Born in Vietnam, made in the U.S.A.
Grateful to his adopted nation for having rescued and afforded him freedom after escaping Communist Vietnam, Lt. Col. Lan Dalat has given back by serving in the U.S. Army.
Journey to freedom
Dalat detailed his family’s “journey to freedom” describing how by the age of 12 he had survived three wars growing up in North Vietnam. In addition, his family had been under constant surveillance by the government because his parents were suspected of spreading democracy. Dalat’s father was also imprisoned numerous times and it was during the ninth time he was in jail that his mother escaped the country with her children.
In the dark of night on March 8, 1981, Dalat’s mother crept out of her home with him and his siblings. She snuck them out of Saigon and to the coast, boarding an old fishing boat and fleeing on the South China Sea with thousands of other refugees. Luckily, after being stranded at sea for two weeks and close to death, the Dalat family, along with hundreds of others, were rescued by the Navy’s USS Ranger CV-61 commanded by Capt. Dan A. Pedersen.
Life as a refugee
The boat people, as they were called, were placed in the Palawan refugee camp in the Philippines where they were taught the English language and American culture. Dalat described conditions in the camp as being as primitive and difficult as in North Vietnam. But after six months, the family was able to settle in Orange County, California. Four years later, Dalat’s father escaped and reunited with his family, telling his children, “The reason why we left Vietnam … well the number one reason to escape was to find happiness. Every human has the right to pursuit happiness.”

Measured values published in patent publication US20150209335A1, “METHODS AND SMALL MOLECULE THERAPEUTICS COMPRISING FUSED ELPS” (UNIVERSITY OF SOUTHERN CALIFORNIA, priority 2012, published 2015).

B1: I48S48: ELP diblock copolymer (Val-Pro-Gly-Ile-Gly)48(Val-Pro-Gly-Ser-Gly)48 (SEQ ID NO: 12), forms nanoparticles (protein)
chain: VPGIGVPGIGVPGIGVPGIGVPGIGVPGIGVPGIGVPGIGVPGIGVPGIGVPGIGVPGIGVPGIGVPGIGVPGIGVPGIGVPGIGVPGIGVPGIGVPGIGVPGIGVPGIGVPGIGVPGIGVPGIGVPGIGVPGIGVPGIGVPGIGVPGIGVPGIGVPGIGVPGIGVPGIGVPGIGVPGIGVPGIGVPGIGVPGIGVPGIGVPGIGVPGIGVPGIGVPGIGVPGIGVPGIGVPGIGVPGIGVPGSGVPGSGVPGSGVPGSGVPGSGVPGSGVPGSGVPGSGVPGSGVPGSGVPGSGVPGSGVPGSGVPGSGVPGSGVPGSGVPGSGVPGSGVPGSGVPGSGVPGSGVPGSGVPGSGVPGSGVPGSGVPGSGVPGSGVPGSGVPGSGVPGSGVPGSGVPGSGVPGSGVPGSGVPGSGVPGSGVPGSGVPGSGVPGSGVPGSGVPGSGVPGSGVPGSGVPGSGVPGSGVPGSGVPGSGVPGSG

Dalat experienced an adjustment to life in the U.S. after being bullied by other children because he was foreign.
“I overcame those challenges by being more aware of my environment and developing a social intelligence to prevent prejudice and discrimination,” Dalat said. In addition, he explained how hard he worked academically and physically to become “mainstream.”
Wanting to give back
Despite the hurdles Dalat faced as a teenager, he embraced his adopted country, appreciating the “opportunities and promises available for everyone.” He said he joined the Army so that he could give back to the nation that gave him his freedom, enlisting in the Army Reserve while attending California State University-Fullerton and then being commissioned through the Army ROTC as a second lieutenant in the Signal Corps.
In September 1998, while stationed in South Korea, Dalat married his wife, Minnie, from Daegu, Korea. The family now has three children, Daisy, Hanna, and their oldest, Dan, named after Capt. Dan A. Pedersen. Dalat has spent most of his career overseas, including Korea, Germany, Italy, and Japan, and his family has enjoyed living in each location. Yet, he explained, “My proudest moment was serving as the U.S. Deployable Communications Module Commander because I had the opportunity to command a unique unit comprising equally of Army, Navy and the Air Force.”
He describes it as a meaningful point in his career.
“We provided communication support to representatives of 27 Nations under NATO flag in Afghanistan. That is a major achievement for a refugee,” he said.
In his role as an officer, Dalat has crossed paths with other successful refugees in the military ranks.
“Currently, I’m the G6 Director of US Army Japan serving under another Vietnamese refugee who rose to the rank of major general of the US Army, Maj. Gen. Viet X Luong, commanding general, US Army Japan.”
Grateful for freedom
Dalat wants others to understand how he and many other refugees have overcome the hardships of growing up in a war-torn country, survived dangerous escapes in which many perish, and the trials of adjusting to American life. He adds that he does not take his freedoms for granted.
“I am proud to have been vetted and accepted to serve in the U.S. Army as an officer and was entrusted with America’s precious resources: American soldiers,” he said.Read comments